ANNAPOLIS, Md. — Maryland closed out fiscal year 2021 in good financial shape despite the COVID-19 pandemic, according to a report released Wednesday by Comptroller Peter Franchot.
The State’s General Fund balance currently sits at $2.5 billion, which is more than five percent of the 2021 operating budget and 11.3 percent over pre-COVID numbers in Fiscal Year 2019.
Franchot says a significant share of the balance is attributed to better-than-expected results for tax year 2020.
Despite 14 percent of Maryland residents losing a job, and six percent remaining unemployed at the end of the year, state income tax collections grew by roughly 7.3 percent.
That's an indicator that taxpayers earning business income and capital gains experienced high growth likely with the help of government funding and grants, especially over the last six months of the fiscal year.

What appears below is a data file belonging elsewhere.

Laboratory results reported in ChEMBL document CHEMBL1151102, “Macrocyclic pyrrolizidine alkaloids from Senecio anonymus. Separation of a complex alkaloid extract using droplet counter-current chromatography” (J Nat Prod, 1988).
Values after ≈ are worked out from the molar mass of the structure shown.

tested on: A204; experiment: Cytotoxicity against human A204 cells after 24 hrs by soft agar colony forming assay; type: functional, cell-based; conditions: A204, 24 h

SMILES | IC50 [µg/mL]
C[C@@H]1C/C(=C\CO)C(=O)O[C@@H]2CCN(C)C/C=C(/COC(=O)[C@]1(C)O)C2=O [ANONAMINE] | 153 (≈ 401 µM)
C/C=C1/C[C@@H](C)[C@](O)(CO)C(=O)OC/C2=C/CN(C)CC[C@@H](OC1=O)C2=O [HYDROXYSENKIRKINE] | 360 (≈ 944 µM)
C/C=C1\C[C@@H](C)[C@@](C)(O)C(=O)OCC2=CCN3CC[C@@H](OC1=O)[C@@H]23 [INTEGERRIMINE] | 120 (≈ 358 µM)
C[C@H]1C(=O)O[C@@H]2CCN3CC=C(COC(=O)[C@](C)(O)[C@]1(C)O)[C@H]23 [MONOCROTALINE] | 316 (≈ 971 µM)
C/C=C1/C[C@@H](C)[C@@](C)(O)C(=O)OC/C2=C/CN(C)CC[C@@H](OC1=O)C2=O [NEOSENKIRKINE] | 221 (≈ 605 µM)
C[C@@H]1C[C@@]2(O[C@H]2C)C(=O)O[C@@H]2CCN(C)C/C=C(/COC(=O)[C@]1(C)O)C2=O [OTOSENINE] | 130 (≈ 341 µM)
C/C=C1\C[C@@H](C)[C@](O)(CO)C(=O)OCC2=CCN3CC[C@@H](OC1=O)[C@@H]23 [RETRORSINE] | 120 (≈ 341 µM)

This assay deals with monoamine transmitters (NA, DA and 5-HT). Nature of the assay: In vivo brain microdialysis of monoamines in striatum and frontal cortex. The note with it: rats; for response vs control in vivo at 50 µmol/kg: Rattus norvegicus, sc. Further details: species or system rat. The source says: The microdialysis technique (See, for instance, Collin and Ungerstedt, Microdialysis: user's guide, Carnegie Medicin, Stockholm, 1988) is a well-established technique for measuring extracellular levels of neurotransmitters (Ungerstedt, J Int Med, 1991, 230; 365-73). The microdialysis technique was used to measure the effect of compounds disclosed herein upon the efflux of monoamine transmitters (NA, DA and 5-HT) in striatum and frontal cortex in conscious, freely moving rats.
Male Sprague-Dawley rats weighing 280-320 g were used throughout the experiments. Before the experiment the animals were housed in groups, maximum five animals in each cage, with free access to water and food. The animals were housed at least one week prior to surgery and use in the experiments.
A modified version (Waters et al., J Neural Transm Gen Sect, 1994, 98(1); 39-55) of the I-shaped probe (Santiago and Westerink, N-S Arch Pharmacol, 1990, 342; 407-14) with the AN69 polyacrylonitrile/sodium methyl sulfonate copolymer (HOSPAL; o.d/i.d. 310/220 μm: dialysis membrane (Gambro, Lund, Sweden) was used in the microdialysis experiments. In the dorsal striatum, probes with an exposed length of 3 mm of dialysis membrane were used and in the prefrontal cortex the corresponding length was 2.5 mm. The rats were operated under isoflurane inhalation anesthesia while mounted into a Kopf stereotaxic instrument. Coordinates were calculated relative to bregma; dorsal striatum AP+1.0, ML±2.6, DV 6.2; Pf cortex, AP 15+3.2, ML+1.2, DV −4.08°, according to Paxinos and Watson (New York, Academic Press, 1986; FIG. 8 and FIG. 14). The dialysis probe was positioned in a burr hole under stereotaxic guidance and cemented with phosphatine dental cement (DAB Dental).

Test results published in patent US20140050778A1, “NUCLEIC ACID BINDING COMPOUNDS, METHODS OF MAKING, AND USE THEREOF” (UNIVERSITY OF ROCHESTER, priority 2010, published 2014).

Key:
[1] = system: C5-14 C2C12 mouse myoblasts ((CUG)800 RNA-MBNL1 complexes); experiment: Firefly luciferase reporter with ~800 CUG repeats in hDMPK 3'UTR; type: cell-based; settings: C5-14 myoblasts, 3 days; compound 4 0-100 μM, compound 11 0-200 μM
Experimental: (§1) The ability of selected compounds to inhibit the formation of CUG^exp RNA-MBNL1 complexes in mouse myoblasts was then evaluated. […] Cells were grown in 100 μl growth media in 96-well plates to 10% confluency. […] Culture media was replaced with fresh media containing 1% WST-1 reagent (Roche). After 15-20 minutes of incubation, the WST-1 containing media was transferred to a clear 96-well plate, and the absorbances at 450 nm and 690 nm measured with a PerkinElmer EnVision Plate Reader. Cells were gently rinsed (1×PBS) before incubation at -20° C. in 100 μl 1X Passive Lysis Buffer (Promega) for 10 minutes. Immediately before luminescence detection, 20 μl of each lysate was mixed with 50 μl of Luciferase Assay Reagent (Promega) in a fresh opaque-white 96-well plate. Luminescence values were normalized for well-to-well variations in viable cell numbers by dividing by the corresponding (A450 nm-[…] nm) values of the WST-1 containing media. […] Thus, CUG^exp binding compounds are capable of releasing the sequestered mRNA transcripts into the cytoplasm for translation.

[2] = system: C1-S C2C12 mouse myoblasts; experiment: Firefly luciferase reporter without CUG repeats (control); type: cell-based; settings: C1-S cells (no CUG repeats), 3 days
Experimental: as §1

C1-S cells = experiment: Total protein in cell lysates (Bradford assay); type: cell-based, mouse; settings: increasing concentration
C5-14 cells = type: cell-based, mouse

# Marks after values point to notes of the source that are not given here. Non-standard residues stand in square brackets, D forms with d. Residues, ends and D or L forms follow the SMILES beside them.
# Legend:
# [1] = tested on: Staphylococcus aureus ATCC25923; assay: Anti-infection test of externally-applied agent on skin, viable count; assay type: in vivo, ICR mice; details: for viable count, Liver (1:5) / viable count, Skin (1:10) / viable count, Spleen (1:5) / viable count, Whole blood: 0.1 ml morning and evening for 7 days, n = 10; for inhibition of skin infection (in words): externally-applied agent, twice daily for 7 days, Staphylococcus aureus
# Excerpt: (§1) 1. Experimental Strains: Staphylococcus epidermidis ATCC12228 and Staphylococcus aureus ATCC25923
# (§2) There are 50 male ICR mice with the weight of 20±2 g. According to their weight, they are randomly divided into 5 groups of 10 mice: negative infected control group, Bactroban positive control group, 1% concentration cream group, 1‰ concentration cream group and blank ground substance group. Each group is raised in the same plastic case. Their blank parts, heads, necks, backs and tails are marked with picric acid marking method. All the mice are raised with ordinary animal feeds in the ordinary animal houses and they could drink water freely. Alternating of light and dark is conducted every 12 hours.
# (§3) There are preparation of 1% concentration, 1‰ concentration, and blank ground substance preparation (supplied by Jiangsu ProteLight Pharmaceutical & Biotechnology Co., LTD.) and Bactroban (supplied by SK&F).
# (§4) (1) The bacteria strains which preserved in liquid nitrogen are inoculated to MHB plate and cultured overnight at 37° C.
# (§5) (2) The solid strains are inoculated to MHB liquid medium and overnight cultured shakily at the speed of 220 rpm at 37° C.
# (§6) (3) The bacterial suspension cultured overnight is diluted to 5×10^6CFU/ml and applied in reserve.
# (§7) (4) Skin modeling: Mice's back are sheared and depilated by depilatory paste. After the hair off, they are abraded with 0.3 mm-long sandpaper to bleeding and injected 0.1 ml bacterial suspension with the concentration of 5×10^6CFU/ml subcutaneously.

My statement on the Bureau of Revenue Estimates’ reported $2.5 billion surplus for the state: pic.twitter.com/U34hxkWKIg— Governor Larry Hogan (@GovLarryHogan) September 29, 2021
Additionally, the report showed corporate income tax delivering better than expected results.
"It seems likely that larger firms were well positioned to economically benefit during the pandemic -- driving profits by capturing additional market share from weaker competitors, increased sales from federal stimulus, and cutting expenses," Franchot's office said in a press release.
The Board of Revenue Estimates is scheduled to meet virtually on Thursday afternoon to consider updated projections for FY 2022 and to hear fiscal forecasts for the following years.